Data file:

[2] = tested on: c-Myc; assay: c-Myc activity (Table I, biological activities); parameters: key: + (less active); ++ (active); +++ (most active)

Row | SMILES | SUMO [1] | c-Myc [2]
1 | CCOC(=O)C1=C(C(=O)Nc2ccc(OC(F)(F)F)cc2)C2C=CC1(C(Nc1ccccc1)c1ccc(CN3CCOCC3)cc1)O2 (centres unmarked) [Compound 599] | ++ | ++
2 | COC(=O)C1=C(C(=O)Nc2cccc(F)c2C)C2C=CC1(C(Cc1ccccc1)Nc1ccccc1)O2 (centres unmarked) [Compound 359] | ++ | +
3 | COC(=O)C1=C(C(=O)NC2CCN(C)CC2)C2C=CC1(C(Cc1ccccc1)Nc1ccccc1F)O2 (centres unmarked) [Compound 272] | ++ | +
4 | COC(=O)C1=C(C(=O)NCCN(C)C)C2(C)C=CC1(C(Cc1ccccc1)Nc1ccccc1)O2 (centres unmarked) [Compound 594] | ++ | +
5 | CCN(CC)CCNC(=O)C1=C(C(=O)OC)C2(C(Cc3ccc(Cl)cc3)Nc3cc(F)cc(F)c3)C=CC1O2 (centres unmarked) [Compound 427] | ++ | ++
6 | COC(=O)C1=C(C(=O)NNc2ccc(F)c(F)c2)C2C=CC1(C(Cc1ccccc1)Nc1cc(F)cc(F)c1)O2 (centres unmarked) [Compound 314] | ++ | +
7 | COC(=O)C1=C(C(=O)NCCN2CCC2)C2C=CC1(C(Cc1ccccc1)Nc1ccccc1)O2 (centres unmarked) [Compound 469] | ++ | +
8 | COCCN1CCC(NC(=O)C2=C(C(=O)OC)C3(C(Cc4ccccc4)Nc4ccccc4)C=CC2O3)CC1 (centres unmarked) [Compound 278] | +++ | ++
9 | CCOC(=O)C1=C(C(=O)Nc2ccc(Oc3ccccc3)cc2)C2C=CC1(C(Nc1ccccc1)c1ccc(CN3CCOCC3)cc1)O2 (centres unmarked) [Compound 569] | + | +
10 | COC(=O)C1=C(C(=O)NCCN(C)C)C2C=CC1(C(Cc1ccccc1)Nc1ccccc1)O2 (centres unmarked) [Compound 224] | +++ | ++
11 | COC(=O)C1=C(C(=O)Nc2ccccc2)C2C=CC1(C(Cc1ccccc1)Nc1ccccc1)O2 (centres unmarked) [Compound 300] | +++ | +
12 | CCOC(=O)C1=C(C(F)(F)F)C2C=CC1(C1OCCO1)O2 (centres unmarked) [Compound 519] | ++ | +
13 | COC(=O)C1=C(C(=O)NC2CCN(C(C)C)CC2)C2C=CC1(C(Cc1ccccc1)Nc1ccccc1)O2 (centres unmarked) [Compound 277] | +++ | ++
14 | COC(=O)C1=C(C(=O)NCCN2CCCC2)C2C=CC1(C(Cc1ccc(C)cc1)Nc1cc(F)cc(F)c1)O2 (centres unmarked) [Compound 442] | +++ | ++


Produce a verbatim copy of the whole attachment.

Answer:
[2] = tested on: c-Myc; assay: c-Myc activity (Table I, biological activities); parameters: key: + (less active); ++ (active); +++ (most active)

Row | SMILES | SUMO [1] | c-Myc [2]
1 | CCOC(=O)C1=C(C(=O)Nc2ccc(OC(F)(F)F)cc2)C2C=CC1(C(Nc1ccccc1)c1ccc(CN3CCOCC3)cc1)O2 (centres unmarked) [Compound 599] | ++ | ++
2 | COC(=O)C1=C(C(=O)Nc2cccc(F)c2C)C2C=CC1(C(Cc1ccccc1)Nc1ccccc1)O2 (centres unmarked) [Compound 359] | ++ | +
3 | COC(=O)C1=C(C(=O)NC2CCN(C)CC2)C2C=CC1(C(Cc1ccccc1)Nc1ccccc1F)O2 (centres unmarked) [Compound 272] | ++ | +
4 | COC(=O)C1=C(C(=O)NCCN(C)C)C2(C)C=CC1(C(Cc1ccccc1)Nc1ccccc1)O2 (centres unmarked) [Compound 594] | ++ | +
5 | CCN(CC)CCNC(=O)C1=C(C(=O)OC)C2(C(Cc3ccc(Cl)cc3)Nc3cc(F)cc(F)c3)C=CC1O2 (centres unmarked) [Compound 427] | ++ | ++
6 | COC(=O)C1=C(C(=O)NNc2ccc(F)c(F)c2)C2C=CC1(C(Cc1ccccc1)Nc1cc(F)cc(F)c1)O2 (centres unmarked) [Compound 314] | ++ | +
7 | COC(=O)C1=C(C(=O)NCCN2CCC2)C2C=CC1(C(Cc1ccccc1)Nc1ccccc1)O2 (centres unmarked) [Compound 469] | ++ | +
8 | COCCN1CCC(NC(=O)C2=C(C(=O)OC)C3(C(Cc4ccccc4)Nc4ccccc4)C=CC2O3)CC1 (centres unmarked) [Compound 278] | +++ | ++
9 | CCOC(=O)C1=C(C(=O)Nc2ccc(Oc3ccccc3)cc2)C2C=CC1(C(Nc1ccccc1)c1ccc(CN3CCOCC3)cc1)O2 (centres unmarked) [Compound 569] | + | +
10 | COC(=O)C1=C(C(=O)NCCN(C)C)C2C=CC1(C(Cc1ccccc1)Nc1ccccc1)O2 (centres unmarked) [Compound 224] | +++ | ++
11 | COC(=O)C1=C(C(=O)Nc2ccccc2)C2C=CC1(C(Cc1ccccc1)Nc1ccccc1)O2 (centres unmarked) [Compound 300] | +++ | +
12 | CCOC(=O)C1=C(C(F)(F)F)C2C=CC1(C1OCCO1)O2 (centres unmarked) [Compound 519] | ++ | +
13 | COC(=O)C1=C(C(=O)NC2CCN(C(C)C)CC2)C2C=CC1(C(Cc1ccccc1)Nc1ccccc1)O2 (centres unmarked) [Compound 277] | +++ | ++
14 | COC(=O)C1=C(C(=O)NCCN2CCCC2)C2C=CC1(C(Cc1ccc(C)cc1)Nc1cc(F)cc(F)c1)O2 (centres unmarked) [Compound 442] | +++ | ++